Cancelled Cars: Caterham C120

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In the first installment of Cancelled Cars, we’ll be exploring the story of the Caterham C120, the lost British sports car with Alpine genes.

Above: The original Alpine A110 1600S from the 60s and 70s.

The year is 2012. French carmaker Renault is looking to revive Alpine, its sports car division that last produced a car in 1995. Founded in 1954, it is known for its classic A110 two-seater of the late-1960s and early-1970s, notable for dominating the inaugural 1973 World Rally Championship.

However, there was an issue. Dedicated, two-seater sports cars are very low-volume models, and the small profits they yield are not enough to justify the high development costs.

Across the channel, small British sports-car maker Caterham was keen to expand its model range. Its lineup at the time consisted solely of a plethora of derivatives of the Seven, an open-wheeled, open-top two-seater with roots dating back to the Lotus Seven of the 1950s. A mid-engined coupe with modern technologies and powertrains would have slotted nicely into its lineup, however the costs of developing it would not have been worthwhile for a small company like Caterham.

Above: Caterham’s fastest Seven to date, the 620R. Source: Wheelsage

So, in 2012, Renault brokered a deal with Caterham to do exactly that: jointly design and build a lightweight, mid-engined, two-seater coupe that would simultanously boost Caterham’s sales and relaunch the Alpine brand.

To keep the costs down, the Caterham and Alpine twins – known as the C120 and AS1 during development, respectively – would be built in the same Renault factory in Dieppe. They would share around 85 per cent of their components, many of which would taken from the vast Renault parts bin. In total, the project would cost approximately €150 million, split evenly between the companies.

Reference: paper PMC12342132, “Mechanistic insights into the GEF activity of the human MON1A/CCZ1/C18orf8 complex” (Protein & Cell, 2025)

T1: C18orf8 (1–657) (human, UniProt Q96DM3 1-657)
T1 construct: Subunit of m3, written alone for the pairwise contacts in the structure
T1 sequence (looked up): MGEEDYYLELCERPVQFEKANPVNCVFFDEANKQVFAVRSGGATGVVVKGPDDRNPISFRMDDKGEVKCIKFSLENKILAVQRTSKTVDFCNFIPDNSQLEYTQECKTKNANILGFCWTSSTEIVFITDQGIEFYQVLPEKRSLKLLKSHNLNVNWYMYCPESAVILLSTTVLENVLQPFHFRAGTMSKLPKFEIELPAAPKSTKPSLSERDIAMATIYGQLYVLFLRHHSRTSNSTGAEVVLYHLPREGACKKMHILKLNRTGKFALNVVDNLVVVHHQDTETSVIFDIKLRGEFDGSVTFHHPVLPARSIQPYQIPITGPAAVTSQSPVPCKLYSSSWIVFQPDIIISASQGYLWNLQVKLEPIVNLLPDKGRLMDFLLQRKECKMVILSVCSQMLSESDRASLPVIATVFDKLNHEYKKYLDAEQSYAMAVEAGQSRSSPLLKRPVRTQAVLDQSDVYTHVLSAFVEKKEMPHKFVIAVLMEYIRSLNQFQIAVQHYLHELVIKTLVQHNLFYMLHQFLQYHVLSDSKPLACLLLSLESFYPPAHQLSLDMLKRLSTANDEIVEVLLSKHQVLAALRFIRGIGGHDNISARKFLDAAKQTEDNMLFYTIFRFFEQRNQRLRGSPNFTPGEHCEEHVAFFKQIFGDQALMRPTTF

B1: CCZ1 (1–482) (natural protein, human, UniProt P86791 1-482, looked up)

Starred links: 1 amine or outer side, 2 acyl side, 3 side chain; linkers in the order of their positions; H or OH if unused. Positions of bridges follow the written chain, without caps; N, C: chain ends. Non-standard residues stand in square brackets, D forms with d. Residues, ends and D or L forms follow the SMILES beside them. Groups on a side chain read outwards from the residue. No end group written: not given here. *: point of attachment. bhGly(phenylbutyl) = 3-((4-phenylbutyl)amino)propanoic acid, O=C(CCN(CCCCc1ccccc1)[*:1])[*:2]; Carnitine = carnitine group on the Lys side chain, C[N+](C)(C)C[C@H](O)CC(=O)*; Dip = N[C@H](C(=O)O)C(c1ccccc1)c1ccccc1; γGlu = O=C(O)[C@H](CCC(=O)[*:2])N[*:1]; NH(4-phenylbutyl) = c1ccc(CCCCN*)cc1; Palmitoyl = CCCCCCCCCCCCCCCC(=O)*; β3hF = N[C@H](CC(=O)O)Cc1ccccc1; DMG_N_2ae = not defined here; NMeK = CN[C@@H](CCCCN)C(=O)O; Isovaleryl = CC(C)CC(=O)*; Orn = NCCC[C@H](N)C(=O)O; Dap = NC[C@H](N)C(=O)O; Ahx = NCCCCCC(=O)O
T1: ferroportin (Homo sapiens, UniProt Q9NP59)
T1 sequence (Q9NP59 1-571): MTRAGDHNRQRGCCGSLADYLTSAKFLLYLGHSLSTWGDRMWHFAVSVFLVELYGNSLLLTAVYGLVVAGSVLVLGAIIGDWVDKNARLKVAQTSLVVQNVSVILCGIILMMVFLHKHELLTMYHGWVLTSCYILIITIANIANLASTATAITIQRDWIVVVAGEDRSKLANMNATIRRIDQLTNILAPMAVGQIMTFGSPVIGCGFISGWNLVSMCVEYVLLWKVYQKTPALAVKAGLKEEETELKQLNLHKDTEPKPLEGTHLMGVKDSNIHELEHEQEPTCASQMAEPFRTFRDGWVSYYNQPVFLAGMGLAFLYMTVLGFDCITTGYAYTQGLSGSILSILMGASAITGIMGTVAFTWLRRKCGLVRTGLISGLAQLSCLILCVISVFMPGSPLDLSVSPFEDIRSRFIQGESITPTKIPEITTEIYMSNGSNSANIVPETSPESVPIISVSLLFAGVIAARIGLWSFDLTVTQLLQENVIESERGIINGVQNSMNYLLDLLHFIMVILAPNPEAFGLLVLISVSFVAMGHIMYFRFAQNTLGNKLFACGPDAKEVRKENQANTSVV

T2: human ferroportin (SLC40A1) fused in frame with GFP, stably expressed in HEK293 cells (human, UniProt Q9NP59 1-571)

Above: The front of the canned C120. Source: Drive Design

The C120’s design was to be penned by Drive Design, a UK-based design firm. According to its lead designer, Mark Przeslawski, the unfamiliar mid-engine layout made it difficult to make the new sports car instantly recognisable as a Caterham.

While it may not evoke the same retro look as the open-wheeled Seven, as evidenced by the computer-generated images released by Drive, the C120 is certainly a looker. Up front, there’s a wide central ‘mouth’, which is flanked by strake-adorned air intakes and ellipse-shaped headlights.

Above: The front of the lost C120. Source: Drive Design

Around the side and rear, the overall design is incredibly clean, with sculpted body lines, thin LED tail-lights and dual exhaust tips.

The two-door was set to be powered by the same powerplant as its French twin, a turbocharged four-cylinder engine driving the rear wheels. A dual-clutch automatic gearbox with paddle shifters would have been the sole transmission offered at launch, with an enthusiast-focused manual transmission to become available down the line.

Above: The Caterham C120, with those that designed it. Source: Drive Design

Sadly, it wasn’t to be. Renault announced in 2014 that it would be buying Caterham’s stake in the project, leaving the French brand to continue to develop its reborn Alpine sports car alone. No official reason for why the two companies split up was ever announced, however it’s likely that it was due to disagreements in the car’s styling, combined with Caterham’s inability to gather enough capital to fund their share of the venture.

The fruit of Alpine’s labour finally emerged in 2017, with the unveiling of the new A110 at the Geneva motor show. A 185kW 1.8-litre turbocharged four is wrapped in a gorgeous, retro-styled body, with design cues taken from the 1960s A110. Look closely and you can spot remnants of the original Caterham tie-up, such as the headlights, taillights and side profile.

Above: Alpine’s final product, the 2018 A110. This one’s got some snow on it, too. Source: Alpine PR

It’s a shame Caterham wasn’t able to get the C120 to market. Considering how impressive the A110 is, the mind can only dream what fun-to-drive, enthusiast-focused corner-carver the British brand could have created. It has previously stated that it would be willing to resume the project if a suitable development partner could be found… anyone got 75 million Euros lying around by any chance?

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